Sarkozy’s son stands down from controversial election

In a surprising move, Jean Sarkozy, youngest son of the French president, appeared on French national television to announce his decision to stand down from the elections

In a surprising move, Jean Sarkozy, youngest son of the French president, appeared on French national television on Thursday night to announce his decision to stand down from the elections to the presidency of Epad, managing body of Paris’s business district La Défense. His candidacy had been the subject of much debate in France over the past fortnight, attracting criticism from the general public and politicians alike, but in the interview with news broadcaster France 2, he claimed the decision was one he had “taken alone” after “much reflection”.

If successfully appointed, 23-year-old second-year law student Jean Sarkozy would have replaced Minister for Economic Recovery Patrick Devedijan, as head of Epad and taken control over the spending and investment of billions of Euros. But the potential appointment sparked a national polemic, and whilst his supporters claimed he was a “mature, natural choice” for the position, over 40,000 French citizens put their names to an online petition demanding that he be removed from consideration, citing concerns both over his youth and inexperience.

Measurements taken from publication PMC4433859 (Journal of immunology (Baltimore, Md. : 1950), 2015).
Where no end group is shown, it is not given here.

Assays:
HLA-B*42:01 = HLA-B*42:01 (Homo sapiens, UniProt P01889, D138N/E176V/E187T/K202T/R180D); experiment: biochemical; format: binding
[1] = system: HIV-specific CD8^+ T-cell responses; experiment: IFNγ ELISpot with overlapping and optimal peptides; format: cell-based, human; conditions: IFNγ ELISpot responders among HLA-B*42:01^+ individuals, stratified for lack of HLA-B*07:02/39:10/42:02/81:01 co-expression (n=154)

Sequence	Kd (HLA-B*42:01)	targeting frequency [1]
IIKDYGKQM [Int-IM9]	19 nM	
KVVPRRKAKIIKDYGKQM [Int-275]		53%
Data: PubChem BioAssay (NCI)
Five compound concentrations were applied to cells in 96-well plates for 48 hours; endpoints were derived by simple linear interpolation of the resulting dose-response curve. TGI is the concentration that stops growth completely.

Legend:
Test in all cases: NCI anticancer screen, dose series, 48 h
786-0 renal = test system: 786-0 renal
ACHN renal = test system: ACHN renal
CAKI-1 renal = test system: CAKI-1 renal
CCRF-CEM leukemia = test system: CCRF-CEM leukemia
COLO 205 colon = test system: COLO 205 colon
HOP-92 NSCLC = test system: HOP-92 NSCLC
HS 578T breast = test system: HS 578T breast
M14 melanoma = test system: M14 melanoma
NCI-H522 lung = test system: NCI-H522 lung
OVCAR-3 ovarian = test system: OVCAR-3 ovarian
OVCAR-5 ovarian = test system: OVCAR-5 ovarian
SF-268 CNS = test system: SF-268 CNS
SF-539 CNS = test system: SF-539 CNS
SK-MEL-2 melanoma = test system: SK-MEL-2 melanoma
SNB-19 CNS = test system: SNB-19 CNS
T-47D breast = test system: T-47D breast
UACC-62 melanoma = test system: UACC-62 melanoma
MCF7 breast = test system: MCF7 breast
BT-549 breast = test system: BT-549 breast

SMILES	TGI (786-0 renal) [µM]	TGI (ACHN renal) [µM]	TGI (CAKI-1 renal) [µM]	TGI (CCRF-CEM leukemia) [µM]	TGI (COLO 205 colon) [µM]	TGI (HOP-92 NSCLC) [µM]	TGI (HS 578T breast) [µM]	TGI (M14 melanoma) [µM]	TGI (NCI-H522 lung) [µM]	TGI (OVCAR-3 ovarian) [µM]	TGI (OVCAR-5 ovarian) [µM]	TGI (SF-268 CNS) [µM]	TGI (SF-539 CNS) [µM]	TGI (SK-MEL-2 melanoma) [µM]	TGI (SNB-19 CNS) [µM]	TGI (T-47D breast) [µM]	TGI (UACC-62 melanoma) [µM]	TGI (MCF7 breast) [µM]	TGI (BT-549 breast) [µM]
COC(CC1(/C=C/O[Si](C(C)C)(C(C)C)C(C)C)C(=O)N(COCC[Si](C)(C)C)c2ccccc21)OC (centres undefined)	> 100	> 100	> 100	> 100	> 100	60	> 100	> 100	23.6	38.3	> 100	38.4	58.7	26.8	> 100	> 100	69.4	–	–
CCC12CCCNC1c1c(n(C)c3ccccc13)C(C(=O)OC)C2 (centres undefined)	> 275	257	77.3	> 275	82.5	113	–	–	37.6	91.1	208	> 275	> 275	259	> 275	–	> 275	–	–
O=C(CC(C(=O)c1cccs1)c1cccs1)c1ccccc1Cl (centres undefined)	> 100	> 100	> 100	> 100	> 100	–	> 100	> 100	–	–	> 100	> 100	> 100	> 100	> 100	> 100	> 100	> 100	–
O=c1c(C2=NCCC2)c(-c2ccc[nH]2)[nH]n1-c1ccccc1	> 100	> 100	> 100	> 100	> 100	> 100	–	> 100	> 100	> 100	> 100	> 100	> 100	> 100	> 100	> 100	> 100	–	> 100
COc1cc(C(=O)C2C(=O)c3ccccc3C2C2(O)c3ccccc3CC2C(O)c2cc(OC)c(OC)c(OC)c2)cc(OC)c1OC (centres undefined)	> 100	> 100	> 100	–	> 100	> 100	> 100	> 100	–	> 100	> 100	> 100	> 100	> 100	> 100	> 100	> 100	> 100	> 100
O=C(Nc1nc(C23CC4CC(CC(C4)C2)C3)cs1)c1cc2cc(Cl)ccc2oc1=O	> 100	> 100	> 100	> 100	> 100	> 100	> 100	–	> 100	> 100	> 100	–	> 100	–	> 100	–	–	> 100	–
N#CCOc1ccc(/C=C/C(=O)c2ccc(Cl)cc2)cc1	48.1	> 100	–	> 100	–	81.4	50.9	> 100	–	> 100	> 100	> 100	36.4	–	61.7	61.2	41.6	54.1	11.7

More dangerous accusations of nepotism had also been circulating in political circles, with former Presidential candidate François Bayrou accusing the Sarkozy family of “clan politics” and claimed that Sarkozy was leading France into a “Banana Republic”. This theme was taken up on Thursday by demonstrators outside the building where the Epad elections took place, who carried banana phones to register their discontent. President Sarkozy’s Socialist opponent in the 2007 presidential elections Segolène Royal, speaking in a radio interview, also alluded to the advantageous position Sarkozy Senior could be left in at the next elections if his son had access to the “generation of billion of euros”.

His father, however, stood by him during the controversy, claiming that his son had been “thrown to the wolves”. On Thursday night, Sarkozy Junior emphasised that his father had played no part in his resolution to stand down, telling reporters, “He said to me, ‘it’s your decision, it’s your responsibility’ ”. He also refuted any claims of nepotism, but said he felt any victory would have been “stained with suspicion”.

In spite of his withdrawal from these elections, Jean Sarkozy is showing no signs of faltering in his ambitious career. His is already a councillor in the wealthy Hauts de Seine area of Paris, and will remain a board member for Epad.

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